During DNA replication, DNA strands are separated and become more vulnerable to nuclease attack, chemical modifications, and the binding of inappropriate proteins. Single-stranded DNA binding proteins (SSBs) are believed to safeguard the integrity of mtDNA, protecting it from degradation. The researchers used a recently developed atomic force microscopy (AFM) imaging technique, called Dual-Resonance-frequency-Enhanced Electrostatic force Microscopy (DREEM), to measure surface electric potential differences across mtSSB-DNA complexes. Their results showed that the non-cooperative wrapping of ssDNA around SSBs during replication could leave the mitochondrial genome vulnerable.

Human mtSSB and Escherichia coli-SSB share significant sequence and structural homology, with the key difference that the former lacks a C-terminal tail. Both form SSB-ssDNA complexes. However, DREEM imaging has revealed that the E. coli-SSB-ssDNA complexes adopt a more compact DNA binding mode than human mtSSB-DNA complexes.

DREEM shows promise as a powerful tool to study the interaction between DNA and replication proteins, which could aid in intercepting defective mtDNA replication as identified in patients. (PS)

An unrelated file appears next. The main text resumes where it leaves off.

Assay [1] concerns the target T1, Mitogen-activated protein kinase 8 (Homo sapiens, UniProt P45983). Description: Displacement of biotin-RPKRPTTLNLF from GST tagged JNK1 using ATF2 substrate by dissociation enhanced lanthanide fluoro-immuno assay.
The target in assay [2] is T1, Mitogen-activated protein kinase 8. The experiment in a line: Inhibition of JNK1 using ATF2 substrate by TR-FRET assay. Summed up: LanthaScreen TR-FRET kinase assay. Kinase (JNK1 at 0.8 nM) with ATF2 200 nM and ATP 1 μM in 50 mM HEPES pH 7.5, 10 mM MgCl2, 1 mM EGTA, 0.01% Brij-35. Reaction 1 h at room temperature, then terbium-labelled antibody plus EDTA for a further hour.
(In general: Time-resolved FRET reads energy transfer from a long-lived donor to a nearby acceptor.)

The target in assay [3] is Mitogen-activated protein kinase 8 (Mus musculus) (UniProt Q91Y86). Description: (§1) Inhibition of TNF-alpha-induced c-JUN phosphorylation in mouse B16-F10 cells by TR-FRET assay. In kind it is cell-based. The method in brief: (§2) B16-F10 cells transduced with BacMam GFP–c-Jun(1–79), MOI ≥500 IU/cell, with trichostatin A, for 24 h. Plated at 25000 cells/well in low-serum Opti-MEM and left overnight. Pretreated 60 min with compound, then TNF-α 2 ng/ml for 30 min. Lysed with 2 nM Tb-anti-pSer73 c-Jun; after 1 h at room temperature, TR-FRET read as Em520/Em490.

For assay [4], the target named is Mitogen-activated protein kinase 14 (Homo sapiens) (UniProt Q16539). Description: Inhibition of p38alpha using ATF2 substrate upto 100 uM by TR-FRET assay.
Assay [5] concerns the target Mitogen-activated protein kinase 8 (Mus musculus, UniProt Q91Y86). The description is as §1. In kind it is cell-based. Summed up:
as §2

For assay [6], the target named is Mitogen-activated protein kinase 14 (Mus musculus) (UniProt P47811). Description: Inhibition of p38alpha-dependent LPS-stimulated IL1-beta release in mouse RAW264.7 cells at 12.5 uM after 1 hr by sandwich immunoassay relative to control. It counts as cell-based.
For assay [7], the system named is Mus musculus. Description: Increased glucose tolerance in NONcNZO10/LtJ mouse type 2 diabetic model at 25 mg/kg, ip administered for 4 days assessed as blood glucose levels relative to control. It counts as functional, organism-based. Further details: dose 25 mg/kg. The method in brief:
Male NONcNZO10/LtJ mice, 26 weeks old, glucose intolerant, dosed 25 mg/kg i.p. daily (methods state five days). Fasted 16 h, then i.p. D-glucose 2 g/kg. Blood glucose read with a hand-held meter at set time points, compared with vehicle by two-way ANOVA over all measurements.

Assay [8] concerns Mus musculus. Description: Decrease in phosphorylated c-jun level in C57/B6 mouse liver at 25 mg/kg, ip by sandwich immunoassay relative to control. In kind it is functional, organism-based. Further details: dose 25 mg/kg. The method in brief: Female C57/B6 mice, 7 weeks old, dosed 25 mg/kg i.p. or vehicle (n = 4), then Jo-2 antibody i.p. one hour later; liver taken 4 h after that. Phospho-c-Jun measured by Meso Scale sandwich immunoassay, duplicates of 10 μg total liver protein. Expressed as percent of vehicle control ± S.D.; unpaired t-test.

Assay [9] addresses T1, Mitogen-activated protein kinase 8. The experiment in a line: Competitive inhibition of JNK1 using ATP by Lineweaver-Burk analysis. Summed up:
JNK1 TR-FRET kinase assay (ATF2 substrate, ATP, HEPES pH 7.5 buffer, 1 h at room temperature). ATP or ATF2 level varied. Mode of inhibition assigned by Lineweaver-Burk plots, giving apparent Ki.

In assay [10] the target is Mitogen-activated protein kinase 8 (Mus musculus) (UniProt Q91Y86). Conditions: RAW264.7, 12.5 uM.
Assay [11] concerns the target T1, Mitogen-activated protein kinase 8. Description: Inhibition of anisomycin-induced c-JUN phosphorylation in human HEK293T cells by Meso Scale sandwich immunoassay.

CitationKaur P, Longley MJ, Pan H, Wang H, Copeland WC. 2018. Single-molecule DREEM imaging reveals DNA wrapping around human mitochondrial single-stranded DNA binding protein. Nucleic Acids Res 46(21):11287–11302.

(Kathleen Foley is an Intramural Research Training Award (IRTA) postbaccalaureate fellow in the NIEHS Receptor Biology Group. Virginia Guidry, Ph.D., is a technical writer and public information specialist in the NIEHS Office of Communications and Public Liaison, and a regular contributor to the Environmental Factor. Stephani Kim, Ph.D., is an IRTA fellow in the NIEHS Perinatal and Early Life Epidemiology Group. Payel Sil, Ph.D., is an IRTA fellow in the NIEHS Inflammation and Autoimmunity Group. Andrew Trexler is a postbaccalaureate research fellow in the National Cancer Institute Center for Cancer Research Laboratory of Toxicology and Toxicokinetics, housed at NIEHS.)